By Mary McCarty, Staff Writer | Middletown Journal
The 38-year-old Centerville mother and wife maintained a dizzying schedule with her full-time job coupled with countless hours of charity work — not to mention her duties as “the best mom ever,” according to daughters, Maddie, 9, and Marin, 4.
“She always put everyone else first,” recalled her husband, John Snow.
That tendency didn’t end with her tragic death May 26, less than a week after suffering a massive stroke. Kim had registered as an organ donor and, as a result, several lives have been saved and more than 50 others are living healthier lives.
The life of a 58-year-old aircraft mechanic was saved by a liver transplant.
As a result of her new pancreas, a 59-year-old nurse and grandmother has been relieved from her suffering from Type 1 diabetes.
Eyesight was restored to two people.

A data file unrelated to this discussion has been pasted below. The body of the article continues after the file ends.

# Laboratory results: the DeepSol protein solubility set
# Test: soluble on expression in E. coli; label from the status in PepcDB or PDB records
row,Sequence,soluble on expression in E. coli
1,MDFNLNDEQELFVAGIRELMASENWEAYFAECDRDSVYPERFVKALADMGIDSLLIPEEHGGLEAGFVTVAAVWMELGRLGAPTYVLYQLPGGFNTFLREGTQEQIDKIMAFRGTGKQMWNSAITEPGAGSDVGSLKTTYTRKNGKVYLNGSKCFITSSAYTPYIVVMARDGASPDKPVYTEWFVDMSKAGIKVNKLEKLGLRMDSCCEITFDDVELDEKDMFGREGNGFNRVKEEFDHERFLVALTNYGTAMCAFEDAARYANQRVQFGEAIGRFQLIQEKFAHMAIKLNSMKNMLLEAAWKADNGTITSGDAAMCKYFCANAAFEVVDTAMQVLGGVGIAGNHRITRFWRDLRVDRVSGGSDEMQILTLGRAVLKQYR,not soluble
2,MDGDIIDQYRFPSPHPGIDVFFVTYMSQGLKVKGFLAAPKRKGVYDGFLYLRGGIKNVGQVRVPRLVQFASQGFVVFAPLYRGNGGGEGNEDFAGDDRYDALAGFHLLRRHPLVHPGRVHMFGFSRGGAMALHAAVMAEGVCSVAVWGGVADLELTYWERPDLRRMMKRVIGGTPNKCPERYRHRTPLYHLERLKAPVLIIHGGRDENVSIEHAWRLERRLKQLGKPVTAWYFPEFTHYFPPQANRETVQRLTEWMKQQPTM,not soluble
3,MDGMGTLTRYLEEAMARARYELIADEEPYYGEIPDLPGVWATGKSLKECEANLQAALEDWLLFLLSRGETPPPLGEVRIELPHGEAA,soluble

The percentage of Ohio drivers registering as organ donors has climbed steadily in the past 10 years, from less than 48 percent in 2002 to nearly 58 percent in 2011. Organ donations in Ohio are down by 50 percent from last year, nonetheless, with only 13 donors through June 1 compared with 26 during the same time period last year.
That figure would be reduced dramatically if more people conveyed their wishes about organ donation, according to Cathi Arends, spokeswoman for Life Connection of Ohio. Only 38.46 percent of families consent to organ donation, Arends said, largely because they don’t know what their loved ones would want.
“Kim made the decision an easy one for her family by registering as an organ donor,” Arends said. “It is so important for people to discuss donation with their families, to obtain accurate information and register in the Ohio Donor Registry.”